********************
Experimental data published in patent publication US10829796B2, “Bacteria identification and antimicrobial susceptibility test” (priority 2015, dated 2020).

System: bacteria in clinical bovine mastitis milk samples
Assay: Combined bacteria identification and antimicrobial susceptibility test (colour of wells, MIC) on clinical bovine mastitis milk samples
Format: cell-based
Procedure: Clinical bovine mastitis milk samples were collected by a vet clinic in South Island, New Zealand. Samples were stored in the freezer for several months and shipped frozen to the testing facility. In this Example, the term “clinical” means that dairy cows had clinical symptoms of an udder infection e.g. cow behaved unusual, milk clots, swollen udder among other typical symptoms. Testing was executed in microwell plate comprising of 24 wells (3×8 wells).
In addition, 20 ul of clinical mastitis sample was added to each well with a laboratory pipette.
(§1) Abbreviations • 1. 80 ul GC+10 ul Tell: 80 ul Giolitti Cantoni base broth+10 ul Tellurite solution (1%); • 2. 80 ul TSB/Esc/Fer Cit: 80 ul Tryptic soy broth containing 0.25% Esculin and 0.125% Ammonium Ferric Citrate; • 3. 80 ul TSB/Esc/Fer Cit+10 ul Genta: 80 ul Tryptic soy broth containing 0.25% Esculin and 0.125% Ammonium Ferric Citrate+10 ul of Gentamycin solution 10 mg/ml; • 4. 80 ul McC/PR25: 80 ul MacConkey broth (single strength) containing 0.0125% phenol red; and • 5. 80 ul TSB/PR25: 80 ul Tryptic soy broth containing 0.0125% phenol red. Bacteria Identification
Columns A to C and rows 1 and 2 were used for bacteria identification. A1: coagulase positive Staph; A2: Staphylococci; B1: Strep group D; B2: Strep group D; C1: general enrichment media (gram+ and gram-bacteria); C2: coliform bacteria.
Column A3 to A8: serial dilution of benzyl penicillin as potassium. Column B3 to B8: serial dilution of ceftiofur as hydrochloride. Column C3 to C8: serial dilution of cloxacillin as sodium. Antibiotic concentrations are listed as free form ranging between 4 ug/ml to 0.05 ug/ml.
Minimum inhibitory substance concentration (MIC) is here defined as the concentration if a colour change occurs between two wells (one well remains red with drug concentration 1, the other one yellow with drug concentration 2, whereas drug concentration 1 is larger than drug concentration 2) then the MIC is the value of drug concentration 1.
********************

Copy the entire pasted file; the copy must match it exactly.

Experimental data published in patent publication US10829796B2, “Bacteria identification and antimicrobial susceptibility test” (priority 2015, dated 2020).

System: bacteria in clinical bovine mastitis milk samples
Assay: Combined bacteria identification and antimicrobial susceptibility test (colour of wells, MIC) on clinical bovine mastitis milk samples
Format: cell-based
Procedure: Clinical bovine mastitis milk samples were collected by a vet clinic in South Island, New Zealand. Samples were stored in the freezer for several months and shipped frozen to the testing facility. In this Example, the term “clinical” means that dairy cows had clinical symptoms of an udder infection e.g. cow behaved unusual, milk clots, swollen udder among other typical symptoms. Testing was executed in microwell plate comprising of 24 wells (3×8 wells).
In addition, 20 ul of clinical mastitis sample was added to each well with a laboratory pipette.
(§1) Abbreviations • 1. 80 ul GC+10 ul Tell: 80 ul Giolitti Cantoni base broth+10 ul Tellurite solution (1%); • 2. 80 ul TSB/Esc/Fer Cit: 80 ul Tryptic soy broth containing 0.25% Esculin and 0.125% Ammonium Ferric Citrate; • 3. 80 ul TSB/Esc/Fer Cit+10 ul Genta: 80 ul Tryptic soy broth containing 0.25% Esculin and 0.125% Ammonium Ferric Citrate+10 ul of Gentamycin solution 10 mg/ml; • 4. 80 ul McC/PR25: 80 ul MacConkey broth (single strength) containing 0.0125% phenol red; and • 5. 80 ul TSB/PR25: 80 ul Tryptic soy broth containing 0.0125% phenol red. Bacteria Identification
Columns A to C and rows 1 and 2 were used for bacteria identification. A1: coagulase positive Staph; A2: Staphylococci; B1: Strep group D; B2: Strep group D; C1: general enrichment media (gram+ and gram-bacteria); C2: coliform bacteria.
Column A3 to A8: serial dilution of benzyl penicillin as potassium. Column B3 to B8: serial dilution of ceftiofur as hydrochloride. Column C3 to C8: serial dilution of cloxacillin as sodium. Antibiotic concentrations are listed as free form ranging between 4 ug/ml to 0.05 ug/ml.
Minimum inhibitory substance concentration (MIC) is here defined as the concentration if a colour change occurs between two wells (one well remains red with drug concentration 1, the other one yellow with drug concentration 2, whereas drug concentration 1 is larger than drug concentration 2) then the MIC is the value of drug concentration 1.